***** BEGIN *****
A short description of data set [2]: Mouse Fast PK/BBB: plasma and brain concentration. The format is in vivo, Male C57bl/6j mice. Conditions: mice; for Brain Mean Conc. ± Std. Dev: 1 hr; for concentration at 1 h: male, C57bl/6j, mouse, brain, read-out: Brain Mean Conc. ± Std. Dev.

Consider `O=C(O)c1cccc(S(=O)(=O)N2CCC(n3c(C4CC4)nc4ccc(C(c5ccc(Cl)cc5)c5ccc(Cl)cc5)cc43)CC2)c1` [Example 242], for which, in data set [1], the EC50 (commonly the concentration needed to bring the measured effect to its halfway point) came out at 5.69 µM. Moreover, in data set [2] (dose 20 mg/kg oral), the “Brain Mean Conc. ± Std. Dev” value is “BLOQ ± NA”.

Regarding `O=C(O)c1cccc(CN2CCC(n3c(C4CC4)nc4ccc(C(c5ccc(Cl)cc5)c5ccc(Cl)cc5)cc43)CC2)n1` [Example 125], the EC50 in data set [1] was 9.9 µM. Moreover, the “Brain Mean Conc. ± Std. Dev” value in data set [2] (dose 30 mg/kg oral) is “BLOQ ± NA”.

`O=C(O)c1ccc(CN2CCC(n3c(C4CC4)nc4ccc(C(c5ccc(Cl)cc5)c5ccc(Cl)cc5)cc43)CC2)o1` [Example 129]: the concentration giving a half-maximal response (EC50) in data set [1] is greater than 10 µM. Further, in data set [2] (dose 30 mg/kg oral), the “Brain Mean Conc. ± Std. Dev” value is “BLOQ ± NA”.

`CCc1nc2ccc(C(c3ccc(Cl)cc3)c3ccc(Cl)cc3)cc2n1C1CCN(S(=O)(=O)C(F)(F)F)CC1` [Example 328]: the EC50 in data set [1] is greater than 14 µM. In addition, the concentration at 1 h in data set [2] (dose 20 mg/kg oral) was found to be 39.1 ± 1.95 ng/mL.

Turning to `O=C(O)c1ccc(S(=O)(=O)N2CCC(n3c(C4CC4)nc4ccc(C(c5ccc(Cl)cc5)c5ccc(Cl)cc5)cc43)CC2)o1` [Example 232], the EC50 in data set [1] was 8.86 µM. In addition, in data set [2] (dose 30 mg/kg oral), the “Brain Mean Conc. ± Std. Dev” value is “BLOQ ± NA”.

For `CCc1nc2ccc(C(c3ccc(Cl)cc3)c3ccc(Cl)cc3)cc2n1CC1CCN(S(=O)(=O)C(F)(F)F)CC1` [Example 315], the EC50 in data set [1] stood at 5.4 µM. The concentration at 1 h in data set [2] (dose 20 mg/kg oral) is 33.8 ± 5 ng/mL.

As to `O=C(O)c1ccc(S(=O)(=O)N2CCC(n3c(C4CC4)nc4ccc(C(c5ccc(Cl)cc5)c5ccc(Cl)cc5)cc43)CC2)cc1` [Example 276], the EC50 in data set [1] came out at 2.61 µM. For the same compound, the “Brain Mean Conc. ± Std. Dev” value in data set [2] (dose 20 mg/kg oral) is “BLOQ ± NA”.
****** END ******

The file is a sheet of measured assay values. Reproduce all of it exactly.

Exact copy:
A short description of data set [2]: Mouse Fast PK/BBB: plasma and brain concentration. The format is in vivo, Male C57bl/6j mice. Conditions: mice; for Brain Mean Conc. ± Std. Dev: 1 hr; for concentration at 1 h: male, C57bl/6j, mouse, brain, read-out: Brain Mean Conc. ± Std. Dev.

Consider `O=C(O)c1cccc(S(=O)(=O)N2CCC(n3c(C4CC4)nc4ccc(C(c5ccc(Cl)cc5)c5ccc(Cl)cc5)cc43)CC2)c1` [Example 242], for which, in data set [1], the EC50 (commonly the concentration needed to bring the measured effect to its halfway point) came out at 5.69 µM. Moreover, in data set [2] (dose 20 mg/kg oral), the “Brain Mean Conc. ± Std. Dev” value is “BLOQ ± NA”.

Regarding `O=C(O)c1cccc(CN2CCC(n3c(C4CC4)nc4ccc(C(c5ccc(Cl)cc5)c5ccc(Cl)cc5)cc43)CC2)n1` [Example 125], the EC50 in data set [1] was 9.9 µM. Moreover, the “Brain Mean Conc. ± Std. Dev” value in data set [2] (dose 30 mg/kg oral) is “BLOQ ± NA”.

`O=C(O)c1ccc(CN2CCC(n3c(C4CC4)nc4ccc(C(c5ccc(Cl)cc5)c5ccc(Cl)cc5)cc43)CC2)o1` [Example 129]: the concentration giving a half-maximal response (EC50) in data set [1] is greater than 10 µM. Further, in data set [2] (dose 30 mg/kg oral), the “Brain Mean Conc. ± Std. Dev” value is “BLOQ ± NA”.

`CCc1nc2ccc(C(c3ccc(Cl)cc3)c3ccc(Cl)cc3)cc2n1C1CCN(S(=O)(=O)C(F)(F)F)CC1` [Example 328]: the EC50 in data set [1] is greater than 14 µM. In addition, the concentration at 1 h in data set [2] (dose 20 mg/kg oral) was found to be 39.1 ± 1.95 ng/mL.

Turning to `O=C(O)c1ccc(S(=O)(=O)N2CCC(n3c(C4CC4)nc4ccc(C(c5ccc(Cl)cc5)c5ccc(Cl)cc5)cc43)CC2)o1` [Example 232], the EC50 in data set [1] was 8.86 µM. In addition, in data set [2] (dose 30 mg/kg oral), the “Brain Mean Conc. ± Std. Dev” value is “BLOQ ± NA”.

For `CCc1nc2ccc(C(c3ccc(Cl)cc3)c3ccc(Cl)cc3)cc2n1CC1CCN(S(=O)(=O)C(F)(F)F)CC1` [Example 315], the EC50 in data set [1] stood at 5.4 µM. The concentration at 1 h in data set [2] (dose 20 mg/kg oral) is 33.8 ± 5 ng/mL.

As to `O=C(O)c1ccc(S(=O)(=O)N2CCC(n3c(C4CC4)nc4ccc(C(c5ccc(Cl)cc5)c5ccc(Cl)cc5)cc43)CC2)cc1` [Example 276], the EC50 in data set [1] came out at 2.61 µM. For the same compound, the “Brain Mean Conc. ± Std. Dev” value in data set [2] (dose 20 mg/kg oral) is “BLOQ ± NA”.